FDR’s Treasury Secretary Morgenthau in 1937 told FDR and then Congress, “[we have] spent more than anyone has ever spent and nothing has worked [to put people back to work].” In fact, European nations that had not followed Keynesian deficit logic already were nearly out of the Depression in 1937, the year it got so much worse in the US as a result of FDR’s “Progressive” policies that even the NY Times headlined 1937 as, “The Depression within the Depression.” (HIstory, again, repeats,. Those European nations smart enough not to have followed Obama-Keynesians off a cliff are recovering faster than are we.)
Adler goes off the deep end with this statement: “It is clear that the private market is unable to create the jobs we need.”
This is the most absurd economic statement I have ever heard or read.
From the standpoint of tax revenues, ONLY private sector jobs matter, as they are the only jobs creating new dollars for taxing or consumption. Creating Public Sector jobs is a net drain on the economy.
Arguing that the way out of the deficit hole we are in largely as a result of the Democrat CRA and rejection by Democrats of 17 different tries by the GOP to re-regulate the GSEs, is by increasing Public Sector jobs, which cost tax revenue, is just infantile absurdity.
Adler, quite deep in his hole, continues digging: “The level of uncertainty in the economy is such that most investors are choosing to wait, and banks are reluctant to make loans to those who are reckless enough not to.”
Try to find a radio or TV station not advertising loans and mortgage rates right now. This simply is Liberal cant because loans aren’t being made and Democrats don’t understand why not.
Banks aren’t making loans because no businessman or woman in his or her right mind would go out and borrow money when they have zero idea of what the tax laws will be in 45 days. This uncertainty is a result of two things at the macro level: No Congressional budget being passed this year by 9% Nancy and her Congressional House (which is illegal), and the completely unknown tax status as of 1 JAN 2011.
This Prof Adler teaches economics yet has zero clue on how our economy works and wants to emulate policies that have failed everywhere they have been tried.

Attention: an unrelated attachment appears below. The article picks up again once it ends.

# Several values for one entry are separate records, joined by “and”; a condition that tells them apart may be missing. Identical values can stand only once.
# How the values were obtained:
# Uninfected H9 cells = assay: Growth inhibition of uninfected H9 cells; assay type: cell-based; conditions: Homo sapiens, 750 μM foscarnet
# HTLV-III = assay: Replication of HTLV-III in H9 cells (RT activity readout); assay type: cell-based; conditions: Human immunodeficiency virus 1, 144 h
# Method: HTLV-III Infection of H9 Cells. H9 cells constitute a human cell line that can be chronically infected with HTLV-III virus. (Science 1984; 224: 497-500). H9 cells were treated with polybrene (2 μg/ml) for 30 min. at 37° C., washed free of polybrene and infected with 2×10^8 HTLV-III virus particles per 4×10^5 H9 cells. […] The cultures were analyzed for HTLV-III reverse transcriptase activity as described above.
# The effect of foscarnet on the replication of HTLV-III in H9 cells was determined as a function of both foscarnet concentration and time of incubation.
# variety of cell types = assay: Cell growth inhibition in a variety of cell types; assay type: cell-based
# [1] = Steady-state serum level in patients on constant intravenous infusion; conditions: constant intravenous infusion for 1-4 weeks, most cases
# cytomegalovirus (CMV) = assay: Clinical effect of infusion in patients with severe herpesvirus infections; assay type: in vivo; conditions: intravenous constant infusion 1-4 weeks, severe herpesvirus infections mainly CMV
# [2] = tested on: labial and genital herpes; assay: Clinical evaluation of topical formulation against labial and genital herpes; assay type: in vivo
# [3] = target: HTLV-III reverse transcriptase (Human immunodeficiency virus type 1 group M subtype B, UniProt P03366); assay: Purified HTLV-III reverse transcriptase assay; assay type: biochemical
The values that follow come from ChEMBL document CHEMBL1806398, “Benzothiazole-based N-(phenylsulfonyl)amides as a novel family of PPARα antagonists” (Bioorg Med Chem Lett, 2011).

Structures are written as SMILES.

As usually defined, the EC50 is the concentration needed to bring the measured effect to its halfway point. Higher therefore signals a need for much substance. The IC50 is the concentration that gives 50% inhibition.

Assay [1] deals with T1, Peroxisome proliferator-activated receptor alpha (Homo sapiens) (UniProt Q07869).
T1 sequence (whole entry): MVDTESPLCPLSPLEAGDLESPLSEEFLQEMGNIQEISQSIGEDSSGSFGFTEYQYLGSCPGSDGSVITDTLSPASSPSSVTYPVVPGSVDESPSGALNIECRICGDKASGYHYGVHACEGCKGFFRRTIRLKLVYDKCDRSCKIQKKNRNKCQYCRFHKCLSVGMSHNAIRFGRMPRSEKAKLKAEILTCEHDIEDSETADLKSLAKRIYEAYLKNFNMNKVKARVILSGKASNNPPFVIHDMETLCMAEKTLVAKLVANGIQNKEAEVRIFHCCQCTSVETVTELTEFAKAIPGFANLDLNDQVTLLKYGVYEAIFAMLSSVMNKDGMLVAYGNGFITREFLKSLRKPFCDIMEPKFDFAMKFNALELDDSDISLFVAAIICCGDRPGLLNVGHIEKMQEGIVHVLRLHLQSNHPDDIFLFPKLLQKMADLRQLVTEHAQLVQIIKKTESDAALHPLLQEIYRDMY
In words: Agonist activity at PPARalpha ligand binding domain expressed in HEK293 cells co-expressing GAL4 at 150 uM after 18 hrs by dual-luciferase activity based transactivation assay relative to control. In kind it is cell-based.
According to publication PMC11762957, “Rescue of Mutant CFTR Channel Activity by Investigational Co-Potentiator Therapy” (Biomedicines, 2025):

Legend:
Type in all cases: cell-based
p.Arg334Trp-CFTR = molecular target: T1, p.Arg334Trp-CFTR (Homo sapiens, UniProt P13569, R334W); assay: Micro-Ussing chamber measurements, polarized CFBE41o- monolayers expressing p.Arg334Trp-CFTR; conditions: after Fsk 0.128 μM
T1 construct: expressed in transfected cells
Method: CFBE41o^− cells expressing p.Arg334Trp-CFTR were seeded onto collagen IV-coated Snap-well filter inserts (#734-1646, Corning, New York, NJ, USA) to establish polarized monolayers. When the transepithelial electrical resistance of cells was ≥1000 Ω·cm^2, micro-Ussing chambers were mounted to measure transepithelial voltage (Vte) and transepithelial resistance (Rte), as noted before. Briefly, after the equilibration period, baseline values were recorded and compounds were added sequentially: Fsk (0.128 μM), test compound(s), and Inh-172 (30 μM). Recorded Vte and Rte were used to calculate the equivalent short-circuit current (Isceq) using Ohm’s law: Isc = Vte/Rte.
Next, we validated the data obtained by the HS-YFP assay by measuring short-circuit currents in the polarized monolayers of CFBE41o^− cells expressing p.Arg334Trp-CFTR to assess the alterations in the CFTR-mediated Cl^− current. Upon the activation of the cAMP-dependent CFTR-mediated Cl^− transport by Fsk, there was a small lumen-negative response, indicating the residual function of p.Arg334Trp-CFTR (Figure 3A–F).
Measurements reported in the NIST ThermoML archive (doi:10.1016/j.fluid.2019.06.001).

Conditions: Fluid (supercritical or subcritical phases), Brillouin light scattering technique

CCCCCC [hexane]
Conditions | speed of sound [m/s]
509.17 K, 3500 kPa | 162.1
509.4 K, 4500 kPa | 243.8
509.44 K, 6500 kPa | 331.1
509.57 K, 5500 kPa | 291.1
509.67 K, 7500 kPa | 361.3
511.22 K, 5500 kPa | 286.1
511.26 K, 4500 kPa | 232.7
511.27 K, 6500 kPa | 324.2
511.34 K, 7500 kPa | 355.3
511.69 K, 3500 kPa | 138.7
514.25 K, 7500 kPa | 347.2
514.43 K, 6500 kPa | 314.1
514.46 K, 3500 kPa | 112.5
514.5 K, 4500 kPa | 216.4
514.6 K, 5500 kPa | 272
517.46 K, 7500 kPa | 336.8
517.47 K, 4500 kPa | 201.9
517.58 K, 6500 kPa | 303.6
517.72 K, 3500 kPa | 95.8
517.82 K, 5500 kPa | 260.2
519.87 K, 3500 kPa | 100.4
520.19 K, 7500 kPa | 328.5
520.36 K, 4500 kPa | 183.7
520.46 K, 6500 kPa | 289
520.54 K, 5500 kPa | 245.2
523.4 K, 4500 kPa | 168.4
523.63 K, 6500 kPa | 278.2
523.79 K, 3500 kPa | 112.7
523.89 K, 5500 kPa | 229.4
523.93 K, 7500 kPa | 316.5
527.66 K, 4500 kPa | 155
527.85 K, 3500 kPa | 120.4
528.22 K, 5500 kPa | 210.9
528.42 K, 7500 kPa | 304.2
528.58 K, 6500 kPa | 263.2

Adler further is “puzzled” that we Americans don’t better-understand our recent history that he thinks supports his argument, and brings the Eisenhower Administration into the puzzle:
“During Dwight Eisenhower’s presidency, the highest marginal tax rate was 91%, and this permitted Congress to pass the National Interstate and Defense Highways Act in 1956, a law that funded the interstate highway system, and the National Defense Education Act in 1958, which paid for a major expansion of state universities all over the country. Today, with roads, schools and the healthcare system crumbling all around us, our needs are even greater.”
“Revisionism” doesn’t quite do justice to Adler’s rewrite here.
America stood alone at that time in world manufacturing, distribution, communications and information technology, food production, transportation infrastructure, etc. Not only did we act as Adler states, we also paid for the Marshall Plan to rebuild a Europe again devastated by the Europeans who had devastated it a generation earlier, who gave the world Fascism, NAZIsm, Socialism, Communism, and whom the Left demands we not only BE like but BE LIKED BY.
(Newsflash: No one cares about Europe, least of all Europeans. Read The Future of the European Past.)
But to use the complete historical anomaly of Eisenhower’s economy to defend tax and spend policies that have failed everywhere they’ve been tried, and were rejected by Clinton and JFK is adolescent, at best.